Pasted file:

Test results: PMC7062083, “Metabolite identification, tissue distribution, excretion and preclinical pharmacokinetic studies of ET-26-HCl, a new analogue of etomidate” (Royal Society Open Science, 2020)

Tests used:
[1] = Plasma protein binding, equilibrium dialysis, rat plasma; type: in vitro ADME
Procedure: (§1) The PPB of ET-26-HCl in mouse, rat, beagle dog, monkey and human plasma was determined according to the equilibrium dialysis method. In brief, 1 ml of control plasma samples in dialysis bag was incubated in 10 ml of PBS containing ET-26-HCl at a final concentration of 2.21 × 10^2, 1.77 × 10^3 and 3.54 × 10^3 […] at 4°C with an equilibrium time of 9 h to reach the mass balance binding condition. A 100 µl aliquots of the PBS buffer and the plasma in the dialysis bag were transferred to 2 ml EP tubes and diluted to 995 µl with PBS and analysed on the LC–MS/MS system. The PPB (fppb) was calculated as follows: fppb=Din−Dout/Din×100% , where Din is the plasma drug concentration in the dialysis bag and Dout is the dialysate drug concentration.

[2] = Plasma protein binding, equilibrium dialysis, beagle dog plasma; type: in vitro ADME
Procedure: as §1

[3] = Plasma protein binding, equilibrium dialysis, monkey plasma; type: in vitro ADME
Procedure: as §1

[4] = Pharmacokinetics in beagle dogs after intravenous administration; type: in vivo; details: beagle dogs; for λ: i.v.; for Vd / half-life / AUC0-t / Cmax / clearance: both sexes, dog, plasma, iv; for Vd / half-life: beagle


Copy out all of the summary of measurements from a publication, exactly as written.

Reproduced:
Test results: PMC7062083, “Metabolite identification, tissue distribution, excretion and preclinical pharmacokinetic studies of ET-26-HCl, a new analogue of etomidate” (Royal Society Open Science, 2020)

Tests used:
[1] = Plasma protein binding, equilibrium dialysis, rat plasma; type: in vitro ADME
Procedure: (§1) The PPB of ET-26-HCl in mouse, rat, beagle dog, monkey and human plasma was determined according to the equilibrium dialysis method. In brief, 1 ml of control plasma samples in dialysis bag was incubated in 10 ml of PBS containing ET-26-HCl at a final concentration of 2.21 × 10^2, 1.77 × 10^3 and 3.54 × 10^3 […] at 4°C with an equilibrium time of 9 h to reach the mass balance binding condition. A 100 µl aliquots of the PBS buffer and the plasma in the dialysis bag were transferred to 2 ml EP tubes and diluted to 995 µl with PBS and analysed on the LC–MS/MS system. The PPB (fppb) was calculated as follows: fppb=Din−Dout/Din×100% , where Din is the plasma drug concentration in the dialysis bag and Dout is the dialysate drug concentration.

[2] = Plasma protein binding, equilibrium dialysis, beagle dog plasma; type: in vitro ADME
Procedure: as §1

[3] = Plasma protein binding, equilibrium dialysis, monkey plasma; type: in vitro ADME
Procedure: as §1

[4] = Pharmacokinetics in beagle dogs after intravenous administration; type: in vivo; details: beagle dogs; for λ: i.v.; for Vd / half-life / AUC0-t / Cmax / clearance: both sexes, dog, plasma, iv; for Vd / half-life: beagle